I’ve been a very bad cat….. No blogs for almost a whole year! But I’m back now, and it’s time to talk about heartworm disease in cats again!! My last blog was an in-depth interview with one of Cat Care’s vets about Heartworm Associated Respiratory Disease (HARD), so check it out for the nitty-gritty details. Today I just want to remind everyone that heartworm disease is out there (yes, even here in Southeast Michigan, where it seems like it will NEVER be warm again). Some not-so-fun facts about heartworm disease in cats:
- In a North Carolina study, 28% of all heartworm positive cats were INDOOR-ONLY
- “Heartworm” is a bit of a misnomer- heartworm infection in cats generally causes LUNG disease, not HEART disease.
- Heartworm LARVAE can cause more damage than ADULT heartworms in cats
- Heartworm tests in dogs look for a protein made by FEMALE heartworms; cats often don’t have enough heartworms to produce a detectable amount of this protein (or they have only MALE heartworms)
- Because cats have low numbers of heartworms when infected, they do not need to have a negative heartworm test prior to starting heartworm prevention (in fact, the experts recommend starting heartworm positive cats on prevention as part of the plan to control the disease)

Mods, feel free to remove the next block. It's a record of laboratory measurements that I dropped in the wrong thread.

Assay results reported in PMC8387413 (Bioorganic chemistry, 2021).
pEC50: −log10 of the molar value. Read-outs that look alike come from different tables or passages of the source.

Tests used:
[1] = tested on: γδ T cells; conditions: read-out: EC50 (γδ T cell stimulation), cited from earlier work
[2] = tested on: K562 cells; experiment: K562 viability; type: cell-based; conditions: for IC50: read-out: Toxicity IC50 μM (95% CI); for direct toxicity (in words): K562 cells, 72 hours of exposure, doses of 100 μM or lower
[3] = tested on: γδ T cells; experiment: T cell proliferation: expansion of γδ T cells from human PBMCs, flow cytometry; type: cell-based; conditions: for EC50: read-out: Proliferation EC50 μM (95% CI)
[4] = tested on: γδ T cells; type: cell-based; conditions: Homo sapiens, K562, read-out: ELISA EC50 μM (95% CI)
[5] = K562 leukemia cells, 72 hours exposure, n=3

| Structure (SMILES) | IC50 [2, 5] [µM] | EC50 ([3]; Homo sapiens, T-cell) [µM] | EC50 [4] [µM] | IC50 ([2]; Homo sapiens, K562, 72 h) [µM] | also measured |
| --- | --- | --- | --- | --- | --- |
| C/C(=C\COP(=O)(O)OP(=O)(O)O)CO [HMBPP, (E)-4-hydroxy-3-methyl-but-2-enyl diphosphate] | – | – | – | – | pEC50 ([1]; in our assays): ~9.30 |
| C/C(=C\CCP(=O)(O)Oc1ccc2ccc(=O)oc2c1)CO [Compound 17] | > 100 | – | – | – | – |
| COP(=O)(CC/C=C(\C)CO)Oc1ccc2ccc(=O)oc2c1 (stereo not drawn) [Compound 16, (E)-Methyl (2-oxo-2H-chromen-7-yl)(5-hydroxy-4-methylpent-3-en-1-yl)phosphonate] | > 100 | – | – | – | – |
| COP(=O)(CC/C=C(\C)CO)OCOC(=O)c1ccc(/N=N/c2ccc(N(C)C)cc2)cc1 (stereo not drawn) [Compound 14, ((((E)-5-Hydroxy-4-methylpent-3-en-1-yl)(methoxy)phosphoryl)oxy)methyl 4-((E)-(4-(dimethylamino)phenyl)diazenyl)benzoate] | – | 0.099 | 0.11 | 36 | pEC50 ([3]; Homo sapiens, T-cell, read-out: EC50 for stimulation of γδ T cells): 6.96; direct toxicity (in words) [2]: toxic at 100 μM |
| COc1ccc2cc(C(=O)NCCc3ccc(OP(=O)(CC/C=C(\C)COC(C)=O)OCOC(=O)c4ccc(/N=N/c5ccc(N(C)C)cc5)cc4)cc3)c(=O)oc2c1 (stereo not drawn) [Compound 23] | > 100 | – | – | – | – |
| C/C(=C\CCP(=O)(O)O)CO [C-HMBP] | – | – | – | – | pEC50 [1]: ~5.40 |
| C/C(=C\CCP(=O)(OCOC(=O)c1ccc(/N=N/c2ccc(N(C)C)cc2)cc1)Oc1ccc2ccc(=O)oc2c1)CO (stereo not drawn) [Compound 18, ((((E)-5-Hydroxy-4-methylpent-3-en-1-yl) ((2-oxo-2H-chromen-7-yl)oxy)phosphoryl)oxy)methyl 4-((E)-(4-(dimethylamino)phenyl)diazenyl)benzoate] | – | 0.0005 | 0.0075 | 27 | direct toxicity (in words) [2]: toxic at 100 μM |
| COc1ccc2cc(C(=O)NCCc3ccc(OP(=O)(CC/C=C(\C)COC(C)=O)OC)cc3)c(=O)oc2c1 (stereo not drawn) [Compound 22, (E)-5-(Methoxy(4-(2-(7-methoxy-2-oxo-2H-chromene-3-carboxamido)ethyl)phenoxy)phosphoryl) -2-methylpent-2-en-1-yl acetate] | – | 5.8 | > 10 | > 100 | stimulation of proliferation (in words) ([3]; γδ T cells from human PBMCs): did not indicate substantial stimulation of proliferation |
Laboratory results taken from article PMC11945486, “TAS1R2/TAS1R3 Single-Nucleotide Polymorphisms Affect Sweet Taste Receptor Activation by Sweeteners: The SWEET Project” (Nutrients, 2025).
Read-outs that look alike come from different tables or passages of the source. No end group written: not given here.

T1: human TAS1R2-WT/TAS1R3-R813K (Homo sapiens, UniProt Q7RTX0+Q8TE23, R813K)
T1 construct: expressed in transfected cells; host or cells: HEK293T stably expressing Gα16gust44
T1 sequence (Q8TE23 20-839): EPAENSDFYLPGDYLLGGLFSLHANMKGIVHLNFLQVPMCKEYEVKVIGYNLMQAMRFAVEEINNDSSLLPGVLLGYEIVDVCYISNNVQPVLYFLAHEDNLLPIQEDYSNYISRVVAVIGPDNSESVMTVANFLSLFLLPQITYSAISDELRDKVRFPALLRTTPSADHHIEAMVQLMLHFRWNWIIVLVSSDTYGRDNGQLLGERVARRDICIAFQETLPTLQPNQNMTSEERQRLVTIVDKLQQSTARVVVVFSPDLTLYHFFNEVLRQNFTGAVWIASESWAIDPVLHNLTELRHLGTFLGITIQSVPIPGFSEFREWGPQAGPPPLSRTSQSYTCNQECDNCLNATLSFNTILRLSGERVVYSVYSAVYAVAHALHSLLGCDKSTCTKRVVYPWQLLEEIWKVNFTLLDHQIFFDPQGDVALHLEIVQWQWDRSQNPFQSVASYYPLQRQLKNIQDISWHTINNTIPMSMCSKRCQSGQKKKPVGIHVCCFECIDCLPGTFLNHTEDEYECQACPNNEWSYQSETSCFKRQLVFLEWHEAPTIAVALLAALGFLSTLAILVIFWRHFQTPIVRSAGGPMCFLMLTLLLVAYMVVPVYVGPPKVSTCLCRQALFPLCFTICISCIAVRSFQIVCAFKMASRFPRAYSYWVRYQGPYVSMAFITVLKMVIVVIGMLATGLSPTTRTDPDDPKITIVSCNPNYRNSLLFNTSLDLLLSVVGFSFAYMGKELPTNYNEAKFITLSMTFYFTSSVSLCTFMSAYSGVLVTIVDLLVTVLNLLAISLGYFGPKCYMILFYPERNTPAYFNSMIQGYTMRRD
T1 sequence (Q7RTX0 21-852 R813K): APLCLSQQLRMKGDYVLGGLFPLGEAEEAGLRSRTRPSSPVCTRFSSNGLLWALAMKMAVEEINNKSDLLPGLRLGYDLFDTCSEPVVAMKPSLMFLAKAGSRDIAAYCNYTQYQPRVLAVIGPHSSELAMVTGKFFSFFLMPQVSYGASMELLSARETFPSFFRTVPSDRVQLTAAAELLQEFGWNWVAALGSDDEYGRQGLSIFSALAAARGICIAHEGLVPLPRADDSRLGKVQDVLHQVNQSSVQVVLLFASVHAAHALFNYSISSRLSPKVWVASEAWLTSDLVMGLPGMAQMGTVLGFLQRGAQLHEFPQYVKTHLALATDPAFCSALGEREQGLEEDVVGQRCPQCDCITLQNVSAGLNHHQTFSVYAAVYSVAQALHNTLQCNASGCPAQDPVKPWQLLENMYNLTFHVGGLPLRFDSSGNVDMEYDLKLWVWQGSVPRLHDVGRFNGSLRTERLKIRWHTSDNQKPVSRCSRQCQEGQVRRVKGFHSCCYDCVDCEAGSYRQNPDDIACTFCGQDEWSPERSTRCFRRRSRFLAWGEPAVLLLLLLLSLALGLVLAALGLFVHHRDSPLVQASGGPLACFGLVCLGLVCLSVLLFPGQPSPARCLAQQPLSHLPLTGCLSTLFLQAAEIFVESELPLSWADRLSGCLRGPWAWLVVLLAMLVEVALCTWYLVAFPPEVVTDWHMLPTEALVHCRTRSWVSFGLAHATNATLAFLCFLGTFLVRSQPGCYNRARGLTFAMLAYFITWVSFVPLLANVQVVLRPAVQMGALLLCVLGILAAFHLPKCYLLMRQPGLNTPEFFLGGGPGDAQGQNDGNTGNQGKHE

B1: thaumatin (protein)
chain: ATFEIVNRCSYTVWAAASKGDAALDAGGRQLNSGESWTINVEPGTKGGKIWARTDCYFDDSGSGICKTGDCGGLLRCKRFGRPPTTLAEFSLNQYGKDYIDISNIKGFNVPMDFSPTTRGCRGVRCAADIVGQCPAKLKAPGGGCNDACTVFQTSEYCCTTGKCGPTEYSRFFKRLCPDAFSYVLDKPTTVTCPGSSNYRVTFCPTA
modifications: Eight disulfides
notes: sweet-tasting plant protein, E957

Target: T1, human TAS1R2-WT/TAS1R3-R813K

- The treatment for heartworm infection that is used in dogs is not recommended for treatment in cats (in studies, ~50% of the cats died from the TREATMENT, not the heartworm infection)
- Blindness, collapse, convulsions, diarrhea, and sudden death are some of the less commonly recognized signs of heartworm disease in cats
- Heartworm infection and HARD are easily prevented with year-round heartworm protection (like Revolution, Heartgard, and Advantage Multi)
- Check out www.knowheartworms.org for more information about Feline Heartworm Disease and HARD
Don’t hesitate to contact the staff of Cat Care, PC for more information about heartworm infections or HARD, or to discuss which preventative is right for you and Fluffy!